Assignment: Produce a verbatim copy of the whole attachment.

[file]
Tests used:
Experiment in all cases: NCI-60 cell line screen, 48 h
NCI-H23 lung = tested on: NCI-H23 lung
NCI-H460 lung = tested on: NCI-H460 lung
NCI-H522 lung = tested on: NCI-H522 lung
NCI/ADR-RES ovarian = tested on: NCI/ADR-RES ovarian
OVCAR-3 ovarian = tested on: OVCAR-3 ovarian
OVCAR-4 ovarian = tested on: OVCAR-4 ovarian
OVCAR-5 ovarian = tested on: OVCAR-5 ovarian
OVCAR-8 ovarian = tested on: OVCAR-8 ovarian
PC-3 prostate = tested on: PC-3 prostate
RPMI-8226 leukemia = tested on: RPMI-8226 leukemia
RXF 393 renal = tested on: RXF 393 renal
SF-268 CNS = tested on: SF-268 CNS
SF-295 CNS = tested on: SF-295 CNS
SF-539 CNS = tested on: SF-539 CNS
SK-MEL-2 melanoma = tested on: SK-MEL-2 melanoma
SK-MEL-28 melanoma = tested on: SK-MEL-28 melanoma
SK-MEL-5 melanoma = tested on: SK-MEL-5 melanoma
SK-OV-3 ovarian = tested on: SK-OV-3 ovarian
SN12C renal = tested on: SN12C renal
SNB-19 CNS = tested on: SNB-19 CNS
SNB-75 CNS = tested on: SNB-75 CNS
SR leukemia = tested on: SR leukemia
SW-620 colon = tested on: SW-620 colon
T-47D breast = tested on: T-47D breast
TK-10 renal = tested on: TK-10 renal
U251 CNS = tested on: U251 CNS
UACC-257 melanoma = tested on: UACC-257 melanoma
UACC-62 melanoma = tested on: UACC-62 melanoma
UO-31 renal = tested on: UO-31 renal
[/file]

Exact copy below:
Tests used:
Experiment in all cases: NCI-60 cell line screen, 48 h
NCI-H23 lung = tested on: NCI-H23 lung
NCI-H460 lung = tested on: NCI-H460 lung
NCI-H522 lung = tested on: NCI-H522 lung
NCI/ADR-RES ovarian = tested on: NCI/ADR-RES ovarian
OVCAR-3 ovarian = tested on: OVCAR-3 ovarian
OVCAR-4 ovarian = tested on: OVCAR-4 ovarian
OVCAR-5 ovarian = tested on: OVCAR-5 ovarian
OVCAR-8 ovarian = tested on: OVCAR-8 ovarian
PC-3 prostate = tested on: PC-3 prostate
RPMI-8226 leukemia = tested on: RPMI-8226 leukemia
RXF 393 renal = tested on: RXF 393 renal
SF-268 CNS = tested on: SF-268 CNS
SF-295 CNS = tested on: SF-295 CNS
SF-539 CNS = tested on: SF-539 CNS
SK-MEL-2 melanoma = tested on: SK-MEL-2 melanoma
SK-MEL-28 melanoma = tested on: SK-MEL-28 melanoma
SK-MEL-5 melanoma = tested on: SK-MEL-5 melanoma
SK-OV-3 ovarian = tested on: SK-OV-3 ovarian
SN12C renal = tested on: SN12C renal
SNB-19 CNS = tested on: SNB-19 CNS
SNB-75 CNS = tested on: SNB-75 CNS
SR leukemia = tested on: SR leukemia
SW-620 colon = tested on: SW-620 colon
T-47D breast = tested on: T-47D breast
TK-10 renal = tested on: TK-10 renal
U251 CNS = tested on: U251 CNS
UACC-257 melanoma = tested on: UACC-257 melanoma
UACC-62 melanoma = tested on: UACC-62 melanoma
UO-31 renal = tested on: UO-31 renal